intro spring 11 3 - INTRODUCTION TO PHILOSOPHY Spring 2011...

Info iconThis preview shows pages 1–3. Sign up to view the full content.

View Full Document Right Arrow Icon
INTRODUCTION TO PHILOSOPHY Spring 2011 T Th 10:30-11:45, sec 3 BBC 203 Prof. Brown Office Hours: T Th 1:45-2:45, and by appointment FO 233, 924-4524. Website: In this course we will explore the different areas in philosophy, in a historical and diverse manner. We will pay attention to different theories concerning the same issues throughout history and across cultures. We will read theories concerning questions such as: How should one live? Is morality universal or relative? Why should one be moral? Can we attain truth? Is there a God? Do we have a free will? What constitutes happiness? We will begin with Ancient philosophy continue with modern philosophy, existentialism, Buddhism and contemporary feminist philosophy. Texts required for purchase : Course reader available at Maple Press: 481 E. San Carlos St. Course requirements : Weekly reading assignments: Students are expected to carefully read the assigned material before class. Three 2-3 pages each 20%. Papers require library based research, specific instructions will be provided along with paper topics. An in class midterm examination, three essays, open book exam. 20%. March 17. An in class final examination, three essays, open book exam. 20%. May 19, 9:45. Extra credit: class participation. A note about reading philosophy :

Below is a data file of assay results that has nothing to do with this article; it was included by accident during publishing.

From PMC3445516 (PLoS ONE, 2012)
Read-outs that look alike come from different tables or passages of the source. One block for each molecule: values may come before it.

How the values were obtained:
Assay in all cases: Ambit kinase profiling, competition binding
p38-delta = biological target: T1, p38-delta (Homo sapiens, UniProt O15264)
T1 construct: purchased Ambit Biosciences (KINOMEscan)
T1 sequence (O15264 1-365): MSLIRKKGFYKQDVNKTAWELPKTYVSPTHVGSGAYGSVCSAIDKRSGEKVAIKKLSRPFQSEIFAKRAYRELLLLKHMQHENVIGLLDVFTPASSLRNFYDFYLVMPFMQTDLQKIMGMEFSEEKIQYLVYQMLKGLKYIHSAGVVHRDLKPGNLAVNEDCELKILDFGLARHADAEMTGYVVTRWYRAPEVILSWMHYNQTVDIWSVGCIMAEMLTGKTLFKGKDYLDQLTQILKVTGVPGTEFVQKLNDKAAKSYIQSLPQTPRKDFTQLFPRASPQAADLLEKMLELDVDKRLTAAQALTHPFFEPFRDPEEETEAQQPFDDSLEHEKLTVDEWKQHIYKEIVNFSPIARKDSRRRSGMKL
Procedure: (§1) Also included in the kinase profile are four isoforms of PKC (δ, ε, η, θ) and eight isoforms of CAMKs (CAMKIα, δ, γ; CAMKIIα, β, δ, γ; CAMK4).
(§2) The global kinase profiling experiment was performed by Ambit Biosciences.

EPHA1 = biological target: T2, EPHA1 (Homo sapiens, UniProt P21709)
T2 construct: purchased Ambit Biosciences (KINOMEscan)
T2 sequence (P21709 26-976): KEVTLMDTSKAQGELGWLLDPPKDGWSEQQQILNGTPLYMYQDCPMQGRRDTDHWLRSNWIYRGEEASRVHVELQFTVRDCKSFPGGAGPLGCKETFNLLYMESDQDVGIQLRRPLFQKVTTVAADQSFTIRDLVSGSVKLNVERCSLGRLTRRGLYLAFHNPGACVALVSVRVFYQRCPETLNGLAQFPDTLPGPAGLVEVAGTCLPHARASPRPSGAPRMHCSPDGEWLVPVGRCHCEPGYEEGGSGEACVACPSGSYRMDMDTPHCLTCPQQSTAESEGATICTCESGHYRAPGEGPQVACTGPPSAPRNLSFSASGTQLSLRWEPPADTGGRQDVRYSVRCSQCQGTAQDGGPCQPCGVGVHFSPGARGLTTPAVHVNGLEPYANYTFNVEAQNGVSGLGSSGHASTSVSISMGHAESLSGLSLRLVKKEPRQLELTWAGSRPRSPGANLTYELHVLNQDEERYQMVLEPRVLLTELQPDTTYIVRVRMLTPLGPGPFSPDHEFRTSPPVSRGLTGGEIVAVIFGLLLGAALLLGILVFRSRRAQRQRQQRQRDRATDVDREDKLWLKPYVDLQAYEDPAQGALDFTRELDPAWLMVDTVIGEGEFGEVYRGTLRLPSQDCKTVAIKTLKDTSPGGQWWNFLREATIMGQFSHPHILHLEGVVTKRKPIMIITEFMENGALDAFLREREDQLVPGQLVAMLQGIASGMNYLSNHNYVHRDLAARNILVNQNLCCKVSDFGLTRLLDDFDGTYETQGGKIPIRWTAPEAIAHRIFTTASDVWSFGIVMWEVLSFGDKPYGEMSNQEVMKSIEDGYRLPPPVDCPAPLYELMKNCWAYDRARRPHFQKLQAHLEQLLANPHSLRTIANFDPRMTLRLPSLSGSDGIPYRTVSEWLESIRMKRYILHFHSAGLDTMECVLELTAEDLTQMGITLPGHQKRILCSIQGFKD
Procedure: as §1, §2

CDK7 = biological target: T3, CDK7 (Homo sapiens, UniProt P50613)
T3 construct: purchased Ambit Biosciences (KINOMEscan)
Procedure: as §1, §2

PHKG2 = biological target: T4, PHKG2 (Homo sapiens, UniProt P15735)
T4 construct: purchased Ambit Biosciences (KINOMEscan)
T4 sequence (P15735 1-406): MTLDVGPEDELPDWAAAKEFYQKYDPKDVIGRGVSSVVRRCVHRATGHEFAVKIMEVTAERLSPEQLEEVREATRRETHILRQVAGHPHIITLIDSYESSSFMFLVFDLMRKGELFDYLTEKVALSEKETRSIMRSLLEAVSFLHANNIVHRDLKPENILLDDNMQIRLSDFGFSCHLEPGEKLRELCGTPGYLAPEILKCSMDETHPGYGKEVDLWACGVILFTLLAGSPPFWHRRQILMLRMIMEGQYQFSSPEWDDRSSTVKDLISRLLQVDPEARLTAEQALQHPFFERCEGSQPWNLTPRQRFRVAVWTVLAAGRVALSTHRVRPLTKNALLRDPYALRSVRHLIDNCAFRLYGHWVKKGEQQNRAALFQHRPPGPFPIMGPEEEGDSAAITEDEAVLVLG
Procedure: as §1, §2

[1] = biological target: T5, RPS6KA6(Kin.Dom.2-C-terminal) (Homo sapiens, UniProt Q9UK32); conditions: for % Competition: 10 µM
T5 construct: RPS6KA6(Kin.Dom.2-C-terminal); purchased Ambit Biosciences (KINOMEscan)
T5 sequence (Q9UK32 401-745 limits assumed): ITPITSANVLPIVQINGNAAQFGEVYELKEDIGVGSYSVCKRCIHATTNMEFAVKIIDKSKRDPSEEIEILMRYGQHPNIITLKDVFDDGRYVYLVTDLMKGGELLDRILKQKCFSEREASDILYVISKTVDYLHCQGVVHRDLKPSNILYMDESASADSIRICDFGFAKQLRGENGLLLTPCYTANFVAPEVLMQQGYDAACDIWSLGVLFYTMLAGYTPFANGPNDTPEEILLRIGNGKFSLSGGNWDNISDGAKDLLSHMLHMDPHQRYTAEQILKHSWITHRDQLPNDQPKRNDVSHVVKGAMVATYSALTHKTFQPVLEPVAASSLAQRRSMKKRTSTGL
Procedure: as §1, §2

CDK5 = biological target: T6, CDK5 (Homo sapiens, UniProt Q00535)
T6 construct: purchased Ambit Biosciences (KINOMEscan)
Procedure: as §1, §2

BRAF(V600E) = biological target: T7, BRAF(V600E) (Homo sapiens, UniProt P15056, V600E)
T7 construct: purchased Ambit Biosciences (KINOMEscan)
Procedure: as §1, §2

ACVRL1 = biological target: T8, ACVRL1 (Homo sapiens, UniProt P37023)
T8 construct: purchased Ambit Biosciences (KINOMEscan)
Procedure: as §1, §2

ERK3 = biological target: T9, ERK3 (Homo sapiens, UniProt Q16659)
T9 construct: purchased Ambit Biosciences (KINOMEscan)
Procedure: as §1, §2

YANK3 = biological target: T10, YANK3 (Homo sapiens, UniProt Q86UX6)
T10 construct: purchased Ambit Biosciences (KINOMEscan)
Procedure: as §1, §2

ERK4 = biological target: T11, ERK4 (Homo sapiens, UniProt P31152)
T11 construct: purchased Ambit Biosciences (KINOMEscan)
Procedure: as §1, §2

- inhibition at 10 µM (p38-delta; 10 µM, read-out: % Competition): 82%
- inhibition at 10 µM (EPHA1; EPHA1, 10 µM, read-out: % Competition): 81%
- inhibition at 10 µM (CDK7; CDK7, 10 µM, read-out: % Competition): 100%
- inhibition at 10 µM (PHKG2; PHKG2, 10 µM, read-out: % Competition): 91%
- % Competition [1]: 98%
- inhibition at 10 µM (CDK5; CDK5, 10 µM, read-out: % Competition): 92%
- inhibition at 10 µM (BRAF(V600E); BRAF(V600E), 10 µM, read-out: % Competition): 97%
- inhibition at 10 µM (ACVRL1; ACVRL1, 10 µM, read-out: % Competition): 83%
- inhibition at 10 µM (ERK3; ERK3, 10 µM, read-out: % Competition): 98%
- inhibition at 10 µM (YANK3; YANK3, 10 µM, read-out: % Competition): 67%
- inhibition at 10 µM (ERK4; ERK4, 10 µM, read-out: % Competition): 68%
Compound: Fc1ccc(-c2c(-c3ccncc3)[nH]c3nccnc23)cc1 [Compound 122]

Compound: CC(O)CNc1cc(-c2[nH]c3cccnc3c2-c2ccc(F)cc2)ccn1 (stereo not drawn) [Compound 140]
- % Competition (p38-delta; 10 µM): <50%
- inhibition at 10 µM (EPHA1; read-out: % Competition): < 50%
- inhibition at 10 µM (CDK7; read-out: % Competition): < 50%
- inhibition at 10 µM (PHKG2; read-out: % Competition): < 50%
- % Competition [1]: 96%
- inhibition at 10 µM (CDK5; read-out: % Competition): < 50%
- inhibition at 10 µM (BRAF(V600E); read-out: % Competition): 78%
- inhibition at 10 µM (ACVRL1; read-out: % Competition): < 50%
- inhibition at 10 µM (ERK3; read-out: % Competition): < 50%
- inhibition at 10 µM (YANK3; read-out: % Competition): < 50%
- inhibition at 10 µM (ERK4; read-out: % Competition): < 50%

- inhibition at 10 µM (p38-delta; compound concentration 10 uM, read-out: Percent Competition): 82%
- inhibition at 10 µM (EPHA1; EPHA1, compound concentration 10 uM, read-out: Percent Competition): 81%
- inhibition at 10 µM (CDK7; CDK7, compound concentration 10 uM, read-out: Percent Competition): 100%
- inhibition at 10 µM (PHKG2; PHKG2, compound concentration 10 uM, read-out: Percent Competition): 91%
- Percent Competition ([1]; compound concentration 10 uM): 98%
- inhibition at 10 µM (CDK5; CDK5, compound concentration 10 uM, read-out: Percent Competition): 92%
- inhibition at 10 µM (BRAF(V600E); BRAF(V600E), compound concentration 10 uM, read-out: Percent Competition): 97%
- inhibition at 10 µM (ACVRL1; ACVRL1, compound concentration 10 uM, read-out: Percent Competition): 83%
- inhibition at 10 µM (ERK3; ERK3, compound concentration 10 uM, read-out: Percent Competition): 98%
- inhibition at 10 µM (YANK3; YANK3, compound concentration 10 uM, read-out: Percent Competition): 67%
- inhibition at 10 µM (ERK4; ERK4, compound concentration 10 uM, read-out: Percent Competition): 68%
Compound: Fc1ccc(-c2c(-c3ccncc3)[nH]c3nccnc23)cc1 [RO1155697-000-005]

Background image of page 1

Info iconThis preview has intentionally blurred sections. Sign up to view the full version.

View Full DocumentRight Arrow Icon
When reading the material, be mindful of the thesis that is being presented and the arguments given in support of the thesis. You will be expected to use this format in all essay questions and papers. Begin to think about the material as you are reading, do you agree with the points made? What is your criticism? This way the reading will be more interesting and challenging. Attendance: Attendance in this course is extremely important and is key to receiving a good grade. The readings are often difficult and require interpretation which we will cover in class. It can be very difficult to extract, on your own, the arguments which you will be asked to present in exams and papers. Class discussion is a very important part of learning philosophy. This material is subject to interpretation, not memorization. Late paper policy:
Background image of page 2
Image of page 3
This is the end of the preview. Sign up to access the rest of the document.

This note was uploaded on 02/14/2011 for the course BBC 203 taught by Professor Vanwyngarden,annalise during the Spring '11 term at San Jose State University .

Page1 / 7

intro spring 11 3 - INTRODUCTION TO PHILOSOPHY Spring 2011...

This preview shows document pages 1 - 3. Sign up to view the full document.

View Full Document Right Arrow Icon
Ask a homework question - tutors are online